Few visitors to New York are aware that a wooded island off the coast of the Bronx is home to one of the world’s largest burial grounds. Since 1869 over 850,000 corpses have been buried on Hart Island, yet the site – which is run by the Department of Correction and dug by prison inmates – is shrouded in so much secrecy that even relatives of the dead are denied the right to visit the graves.
Many of the dead buried on the island were homeless, destitute or never claimed by friends or relatives. However, an unknown number of corpses – including many stillborn babies – are interred there against the wishes of family members who are only allowed access to a memorial Gazebo erected nearby the graves.
Melinda Hunt, founder of the Hart Island Project, an organization which advocates for relatives seeking access to the graves argues that New York City Council should transfer control of the Island from the Department of Correction to the Department of Parks.
‘They’re really the wrong city agency to be managing visitation. They view it as a threat to the sense of total control that they feel they need over the prison system,’ she says.
In March, after successfully petitioning the Department of Correction for proper access to the site, Elaine Joseph, a retired nurse and former lieutenant commander in the Navy, became one of the first relatives to visit the site.
Joseph’s baby, Tomika, died shortly after she was born prematurely in 1978. Tomika had been transferred to another hospital to undergo heart surgery and when her mother phoned up days later doctors told her the baby had already been sent away for a public burial. It wasn’t until 2009 that she discovered her daughter was buried on Hart Island.
‘She was not poor, she was not unwanted, she was not a criminal to be in the criminal justice system. It was a real travesty of justice for this to happen to me and many, many other people,’ she protests.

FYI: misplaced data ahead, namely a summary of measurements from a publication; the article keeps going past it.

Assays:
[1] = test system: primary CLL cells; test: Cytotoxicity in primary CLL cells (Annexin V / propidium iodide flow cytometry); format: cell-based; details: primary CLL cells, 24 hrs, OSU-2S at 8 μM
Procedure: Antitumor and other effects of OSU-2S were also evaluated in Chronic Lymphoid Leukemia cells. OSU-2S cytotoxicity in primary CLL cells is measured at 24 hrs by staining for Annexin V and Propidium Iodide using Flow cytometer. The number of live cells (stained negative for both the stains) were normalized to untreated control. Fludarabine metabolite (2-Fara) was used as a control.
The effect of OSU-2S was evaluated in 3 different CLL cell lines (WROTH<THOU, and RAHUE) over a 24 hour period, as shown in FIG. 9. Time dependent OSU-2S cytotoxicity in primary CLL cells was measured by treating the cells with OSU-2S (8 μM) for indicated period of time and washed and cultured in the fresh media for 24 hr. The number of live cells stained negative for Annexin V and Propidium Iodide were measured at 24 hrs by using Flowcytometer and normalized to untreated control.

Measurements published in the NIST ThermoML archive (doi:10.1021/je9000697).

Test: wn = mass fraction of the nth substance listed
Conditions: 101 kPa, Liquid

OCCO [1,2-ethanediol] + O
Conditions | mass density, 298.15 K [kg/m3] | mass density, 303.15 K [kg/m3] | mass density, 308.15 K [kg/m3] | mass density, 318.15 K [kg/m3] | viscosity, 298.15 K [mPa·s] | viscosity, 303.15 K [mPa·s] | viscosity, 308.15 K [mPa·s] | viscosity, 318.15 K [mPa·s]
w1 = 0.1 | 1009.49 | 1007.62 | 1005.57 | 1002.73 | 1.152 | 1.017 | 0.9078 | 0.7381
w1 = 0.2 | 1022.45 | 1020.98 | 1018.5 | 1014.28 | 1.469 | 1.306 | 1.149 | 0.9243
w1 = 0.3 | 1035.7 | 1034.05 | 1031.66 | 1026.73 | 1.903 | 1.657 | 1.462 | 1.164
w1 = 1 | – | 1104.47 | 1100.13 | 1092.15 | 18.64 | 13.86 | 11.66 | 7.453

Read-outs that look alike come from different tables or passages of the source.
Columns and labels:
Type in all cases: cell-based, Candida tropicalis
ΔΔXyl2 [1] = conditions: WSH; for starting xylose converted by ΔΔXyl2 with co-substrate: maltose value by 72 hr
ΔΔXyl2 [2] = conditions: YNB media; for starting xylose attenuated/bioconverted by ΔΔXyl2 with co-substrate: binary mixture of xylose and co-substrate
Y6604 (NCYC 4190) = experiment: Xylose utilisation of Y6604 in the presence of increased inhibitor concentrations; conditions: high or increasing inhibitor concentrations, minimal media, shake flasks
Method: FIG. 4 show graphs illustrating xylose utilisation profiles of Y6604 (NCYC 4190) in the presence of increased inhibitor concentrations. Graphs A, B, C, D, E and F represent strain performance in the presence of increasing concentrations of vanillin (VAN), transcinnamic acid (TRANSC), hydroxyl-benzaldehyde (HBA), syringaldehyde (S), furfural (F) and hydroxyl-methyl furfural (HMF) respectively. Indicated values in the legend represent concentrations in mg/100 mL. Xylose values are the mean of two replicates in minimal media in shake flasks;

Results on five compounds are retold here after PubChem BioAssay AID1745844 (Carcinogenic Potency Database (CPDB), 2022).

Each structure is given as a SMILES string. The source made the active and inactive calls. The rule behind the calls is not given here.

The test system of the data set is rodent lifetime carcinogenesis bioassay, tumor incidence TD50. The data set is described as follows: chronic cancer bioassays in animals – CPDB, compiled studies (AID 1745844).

While Joseph was eventually granted access, others have been less fortunate. Growing up in the Bronx, Belinda Brecska’s father was rarely around during her childhood. He left home when she was four years old and was frequently in trouble with the law. When she was 16 his parole officer got in touch with her to arrange a meeting and in 1992 they were reunited.
When Brecska discovered she was pregnant a year later, she phoned her father’s parole officer to get hold of him only to receive devastating news. ‘She said to me “your father passed away, he’s buried on Hart Island”. I was the only living being that could have identified him and she said they couldn’t contact me. They make you feel like you’re lost, you will never be able to visit any grave site because now he belongs to the state.’
Last month Brecska discovered the Hart Island project. Through the website she was able to acquire details of where her father was buried but remains unable to visit the island herself. Brecska has applied for her father’s death certificate after which she hopes to make an appointment with the Department of Correction to arrange a visit. She remains aware, however, of the large numbers of people who have been turned away in the past.
‘If they can open up their hearts and put themselves in the situation…and make it possible for us to visit regularly when we like. We don’t want any trouble, we just want to have the privilege to freely visit the gravesite,’ she pleads.